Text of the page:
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Thu, 20 Oct 2005 11:00:06 -0700 (PDT)
(I decided to change the subject header)
I TOTALLY agree! I'm on this list because I love groff; I
spent 20+ years writing complex technical documents with groff
and sputter constantly about trying to do this sort of writing
in Word (or Word-like) tools.
The practical problem I face is that few people these days know
*roff, so if we use it for our documents, everyone we hire has
to go through a significant learning curve, and the generation
that has grown up with WYSIWYG tools finds it extraordinarily
difficult. If we need to hire contractors to fill in during
crunch periods, it's virtually impossible to find roff-wise
Another practical drawback to using groff for our company's documents
is that one really does need to have a dedicated tools person, or at
least part of a person. Personally, I suspect the writers gain enough
efficiency to offset this, but it would be hard to sell that to management.
In retrospect, I can see things that the roff world could have done 15
years ago that might have made the current situation different. But
I am working on convincing my team and my management that XML is the way
to go. It seems that it offers most of the advantages of groff -- but
I still wish I could justify groff ;-)
--- Miklos Somogyi <address@hidden> wrote:
> On 20/10/2005, at 1:04 PM, Larry Kollar wrote:
> > Working down the backlog...
> >> I spend my days writing large, complex, highly-technical
> >> documents in Word for this reason. It's quite ugly, but
> >> we have to have documents that sales people and engineers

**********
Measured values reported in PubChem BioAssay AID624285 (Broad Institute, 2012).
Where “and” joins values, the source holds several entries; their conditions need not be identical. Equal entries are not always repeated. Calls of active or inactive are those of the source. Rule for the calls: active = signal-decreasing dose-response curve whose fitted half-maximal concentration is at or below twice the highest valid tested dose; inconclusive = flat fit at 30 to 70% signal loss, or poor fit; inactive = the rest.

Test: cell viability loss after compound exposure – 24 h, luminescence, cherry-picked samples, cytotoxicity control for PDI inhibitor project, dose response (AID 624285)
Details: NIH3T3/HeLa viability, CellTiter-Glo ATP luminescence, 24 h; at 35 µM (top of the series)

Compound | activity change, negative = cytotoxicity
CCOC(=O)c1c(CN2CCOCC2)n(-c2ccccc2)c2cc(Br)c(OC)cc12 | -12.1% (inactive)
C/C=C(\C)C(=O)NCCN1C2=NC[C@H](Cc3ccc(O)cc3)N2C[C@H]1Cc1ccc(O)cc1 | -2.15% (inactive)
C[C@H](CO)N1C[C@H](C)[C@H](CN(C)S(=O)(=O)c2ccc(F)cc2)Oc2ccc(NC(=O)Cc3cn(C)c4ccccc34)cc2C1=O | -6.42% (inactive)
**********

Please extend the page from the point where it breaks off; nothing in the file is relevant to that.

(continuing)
> >> and such can extract and "repurpose"... And young engineers
> >> don't know how to roff any more than the salespeople do ;-(
> > I've been fiddling with OpenOffice lately. It's not a beauty, but it's
> > sturdy and does a pretty good job importing & exporting Word
> > files. I've literally had cases where OpenOffice had better luck
> > with a seriously gnarly Word file than did Word itself.
> There is a saying: "My wife and my credit card are a deadly
> Fortunately this does not apply to me.
> However, *roff and PostScript really ARE a deadly combination.
> I am sure that this duo beats Word & Co any time by a large margin.
> You stay at source level, your files are a tiny fraction of a Word
> file, it prints
> in a tiny fraction of time, and it looks exactly how you would like it
> to look.
> And you can make it into a pdf easily.
> I'm sorry to post an attachment here but I think that an example helps
> to make an important point.
> Somewhat complex, highly technical, without Word.
> Yeah, you need to learn *roff and PS. Don't you have to learn Word?
> > _______________________________________________
> Groff mailing list
Re: [Groff] Introduction, Werner LEMBERG, 2005/10/18
- Re: [Groff] Introduction, (continued)
- Re: [Groff] Introduction, Miklos Somogyi, 2005/10/21
- Re: [Groff] Introduction, Werner LEMBERG, 2005/10/21
- Re: [Groff] Introduction, Larry Kollar, 2005/10/19
- Re: [Groff] Introduction, Meg McRoberts, 2005/10/20
- Re: [Groff] Introduction, Larry Kollar, 2005/10/20
- Re: [Groff] Introduction, Dorai Sitaram, 2005/10/20
- Re: [Groff] Introduction, Miklos Somogyi, 2005/10/20
- [Groff] groff/xml/word,
Meg McRoberts <=
- [Groff] Colors, PowerPoint and PDFs, Clarke Echols, 2005/10/20
- Re: [Groff] Colors, PowerPoint and PDFs, Robert Goulding, 2005/10/20
- [Groff] Displaying PDF slides (was: Colors, PowerPoint and PDFs), Greg 'groggy' Lehey, 2005/10/21
- Re: [Groff] Displaying PDF slides (was: Colors, PowerPoint and PDFs), Michael Parson, 2005/10/21
- Re: [Groff] Displaying PDF slides (was: Colors, PowerPoint and PDFs), Greg 'groggy' Lehey, 2005/10/23
- Re: [Groff] Displaying PDF slides (was: Colors, PowerPoint and PDFs), Michael Parson, 2005/10/23
- Re: [Groff] Introduction, Werner LEMBERG, 2005/10/18